Q. Hi, I'm an intern with a company that produces circuit breakers. We use copper parts that have been plated with silver cyanide. We are having big problems with these parts turning brown when we receive them at our plant. We have received containers of parts that will have 2 or 3 perfectly plated parts, but the others will all be brown (oxidized). Also, it's only the top half turning brown. These parts arrive in totes and are set in a foam insert to prevent them from rubbing against each other. The lower half that was in the foam is perfectly plated while the top half is brown. What's happening here? I'm wondering if oxidation of these types of parts is caused by something that wasn't rinsed off well enough during the plating process or if it's the environment that the parts are stored in. Maybe it's a combination of both. What are the major factors that contribute to the oxidation of silver cyanide on copper parts? I know there are additives that are put on parts after plating to prevent oxidation, but if the plating is good there shouldn't be any oxidation or need for such additives. Any information about the causes of oxidation on these types of parts would be very helpful since the internet hasn't helped much with my search. Thank you for your time and feedback.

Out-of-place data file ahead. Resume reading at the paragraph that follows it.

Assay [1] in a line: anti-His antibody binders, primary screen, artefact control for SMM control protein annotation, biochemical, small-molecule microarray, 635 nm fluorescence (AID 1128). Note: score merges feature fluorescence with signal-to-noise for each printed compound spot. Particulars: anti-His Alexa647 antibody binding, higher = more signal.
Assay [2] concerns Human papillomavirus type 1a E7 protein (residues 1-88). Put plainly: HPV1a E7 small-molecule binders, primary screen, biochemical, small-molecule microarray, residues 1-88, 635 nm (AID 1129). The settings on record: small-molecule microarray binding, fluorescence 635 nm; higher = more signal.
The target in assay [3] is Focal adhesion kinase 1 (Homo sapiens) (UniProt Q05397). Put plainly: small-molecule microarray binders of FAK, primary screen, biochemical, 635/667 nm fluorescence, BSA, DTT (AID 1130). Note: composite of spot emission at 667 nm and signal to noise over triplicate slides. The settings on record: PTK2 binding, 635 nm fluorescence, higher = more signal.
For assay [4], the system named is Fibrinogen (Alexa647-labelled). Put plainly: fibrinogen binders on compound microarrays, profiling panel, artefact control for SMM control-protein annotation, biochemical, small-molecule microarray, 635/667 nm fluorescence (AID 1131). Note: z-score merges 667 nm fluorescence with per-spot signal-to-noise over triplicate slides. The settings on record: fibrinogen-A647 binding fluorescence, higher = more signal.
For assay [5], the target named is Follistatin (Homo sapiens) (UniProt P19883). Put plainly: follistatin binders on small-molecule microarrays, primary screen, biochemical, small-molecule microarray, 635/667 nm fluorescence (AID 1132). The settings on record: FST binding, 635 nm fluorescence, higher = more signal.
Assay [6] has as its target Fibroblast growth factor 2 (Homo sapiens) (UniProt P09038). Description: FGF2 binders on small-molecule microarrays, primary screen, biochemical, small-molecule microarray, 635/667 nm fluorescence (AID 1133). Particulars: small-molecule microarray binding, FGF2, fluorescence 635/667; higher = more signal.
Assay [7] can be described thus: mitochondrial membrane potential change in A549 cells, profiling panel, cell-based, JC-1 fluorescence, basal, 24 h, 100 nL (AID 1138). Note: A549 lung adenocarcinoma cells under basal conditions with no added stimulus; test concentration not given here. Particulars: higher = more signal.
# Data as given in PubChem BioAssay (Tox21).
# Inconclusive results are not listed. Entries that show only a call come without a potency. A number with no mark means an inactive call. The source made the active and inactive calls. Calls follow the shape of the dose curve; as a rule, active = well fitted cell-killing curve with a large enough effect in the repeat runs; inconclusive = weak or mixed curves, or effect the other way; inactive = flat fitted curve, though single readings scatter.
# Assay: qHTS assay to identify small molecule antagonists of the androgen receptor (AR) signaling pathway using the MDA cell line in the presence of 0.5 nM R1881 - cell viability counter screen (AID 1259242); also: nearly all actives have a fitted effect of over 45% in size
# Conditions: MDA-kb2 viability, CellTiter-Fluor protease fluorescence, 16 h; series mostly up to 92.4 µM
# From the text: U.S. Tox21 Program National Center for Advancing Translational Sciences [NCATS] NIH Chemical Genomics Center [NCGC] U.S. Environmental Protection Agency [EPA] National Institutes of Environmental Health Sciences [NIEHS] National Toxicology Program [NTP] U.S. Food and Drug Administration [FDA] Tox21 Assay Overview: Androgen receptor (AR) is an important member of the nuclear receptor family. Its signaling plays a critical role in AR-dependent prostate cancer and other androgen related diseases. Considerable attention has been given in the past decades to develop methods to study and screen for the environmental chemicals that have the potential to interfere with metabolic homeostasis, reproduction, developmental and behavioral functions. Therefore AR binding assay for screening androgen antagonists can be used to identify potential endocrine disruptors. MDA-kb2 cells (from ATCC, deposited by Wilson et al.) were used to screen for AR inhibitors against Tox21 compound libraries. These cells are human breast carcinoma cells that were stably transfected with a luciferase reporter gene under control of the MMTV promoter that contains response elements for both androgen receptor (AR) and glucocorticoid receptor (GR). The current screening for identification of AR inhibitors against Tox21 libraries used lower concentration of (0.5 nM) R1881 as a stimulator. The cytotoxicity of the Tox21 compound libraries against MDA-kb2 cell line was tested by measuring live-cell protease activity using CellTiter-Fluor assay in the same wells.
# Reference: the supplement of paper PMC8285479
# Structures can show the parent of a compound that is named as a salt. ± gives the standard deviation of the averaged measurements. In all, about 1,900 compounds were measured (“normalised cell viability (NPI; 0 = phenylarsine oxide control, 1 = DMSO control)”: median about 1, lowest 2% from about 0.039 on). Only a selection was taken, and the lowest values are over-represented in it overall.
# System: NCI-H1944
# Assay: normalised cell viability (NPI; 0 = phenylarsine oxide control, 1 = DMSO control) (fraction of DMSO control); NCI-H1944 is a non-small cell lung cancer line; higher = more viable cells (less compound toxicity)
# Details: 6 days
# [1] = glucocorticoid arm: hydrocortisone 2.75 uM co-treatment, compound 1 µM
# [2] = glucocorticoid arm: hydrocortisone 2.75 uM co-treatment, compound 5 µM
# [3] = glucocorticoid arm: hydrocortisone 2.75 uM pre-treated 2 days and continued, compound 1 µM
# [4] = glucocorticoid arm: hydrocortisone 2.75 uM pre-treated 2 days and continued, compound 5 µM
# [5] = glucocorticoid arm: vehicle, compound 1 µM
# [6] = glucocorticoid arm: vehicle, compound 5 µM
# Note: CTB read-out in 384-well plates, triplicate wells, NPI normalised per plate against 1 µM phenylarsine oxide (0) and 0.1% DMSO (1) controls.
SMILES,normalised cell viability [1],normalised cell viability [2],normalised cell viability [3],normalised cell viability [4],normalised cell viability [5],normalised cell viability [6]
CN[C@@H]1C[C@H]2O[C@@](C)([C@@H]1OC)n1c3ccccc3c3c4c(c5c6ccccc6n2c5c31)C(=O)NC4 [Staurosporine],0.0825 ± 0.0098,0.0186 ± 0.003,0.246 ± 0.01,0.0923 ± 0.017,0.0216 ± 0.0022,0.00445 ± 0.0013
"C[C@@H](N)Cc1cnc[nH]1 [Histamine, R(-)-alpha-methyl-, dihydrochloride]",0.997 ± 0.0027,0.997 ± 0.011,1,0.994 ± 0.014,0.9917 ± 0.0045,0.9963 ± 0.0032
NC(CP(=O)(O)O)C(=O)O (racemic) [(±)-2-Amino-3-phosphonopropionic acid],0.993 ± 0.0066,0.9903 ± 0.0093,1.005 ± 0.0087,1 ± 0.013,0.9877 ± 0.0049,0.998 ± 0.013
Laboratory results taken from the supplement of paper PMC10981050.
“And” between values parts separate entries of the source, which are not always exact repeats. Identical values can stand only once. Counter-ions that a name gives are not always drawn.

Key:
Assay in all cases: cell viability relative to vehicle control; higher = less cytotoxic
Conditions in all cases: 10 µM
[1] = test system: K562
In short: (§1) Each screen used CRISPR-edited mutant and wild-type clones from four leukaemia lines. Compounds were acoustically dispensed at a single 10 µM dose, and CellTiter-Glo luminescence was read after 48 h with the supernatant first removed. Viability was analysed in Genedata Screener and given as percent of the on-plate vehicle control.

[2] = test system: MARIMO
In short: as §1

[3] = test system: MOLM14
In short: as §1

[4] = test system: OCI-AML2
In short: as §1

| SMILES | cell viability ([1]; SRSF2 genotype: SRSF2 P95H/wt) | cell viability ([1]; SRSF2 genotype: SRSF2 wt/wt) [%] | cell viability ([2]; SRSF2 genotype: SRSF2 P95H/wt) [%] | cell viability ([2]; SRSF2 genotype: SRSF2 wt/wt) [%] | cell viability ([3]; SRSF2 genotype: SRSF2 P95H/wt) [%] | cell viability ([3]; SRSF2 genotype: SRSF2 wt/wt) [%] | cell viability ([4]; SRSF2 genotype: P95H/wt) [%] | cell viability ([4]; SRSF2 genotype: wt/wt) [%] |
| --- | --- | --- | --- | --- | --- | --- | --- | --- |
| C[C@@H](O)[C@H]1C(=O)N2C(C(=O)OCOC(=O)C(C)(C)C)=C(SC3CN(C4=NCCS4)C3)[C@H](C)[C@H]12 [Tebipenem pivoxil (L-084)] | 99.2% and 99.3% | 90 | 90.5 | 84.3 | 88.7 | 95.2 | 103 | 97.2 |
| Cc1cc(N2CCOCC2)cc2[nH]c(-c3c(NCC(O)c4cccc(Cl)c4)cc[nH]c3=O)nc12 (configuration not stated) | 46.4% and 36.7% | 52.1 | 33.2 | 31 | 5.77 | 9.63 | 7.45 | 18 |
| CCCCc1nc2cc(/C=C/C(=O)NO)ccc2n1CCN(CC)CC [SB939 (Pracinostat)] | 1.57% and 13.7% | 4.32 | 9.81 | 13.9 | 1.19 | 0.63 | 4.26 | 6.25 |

Chad Adler [returning]
Quality Control Intern - Columbia, Missouri, USA



A. Silver and copper diffuse into each other rapidly. You MUST have a diffusion barrier. I recommend nickel plate.

robert probert

Robert H Probert
Robert H Probert Technical Services
supporting advertiser
Garner, North Carolina


A. You seem to have answered your own question. You say that the parts on the top of the tote always have bad (brown) plating but those below the foam do not. Now a little deductive reasoning will tell you that the parts on top have been exposed to something the rest have not. I m sure the plater will tell you they have all been finished the same and treated the same, therefore, the only variable is the atmosphere the top parts are exposed to

Gene Packman
- Great Neck, New York


A. Hello Chad,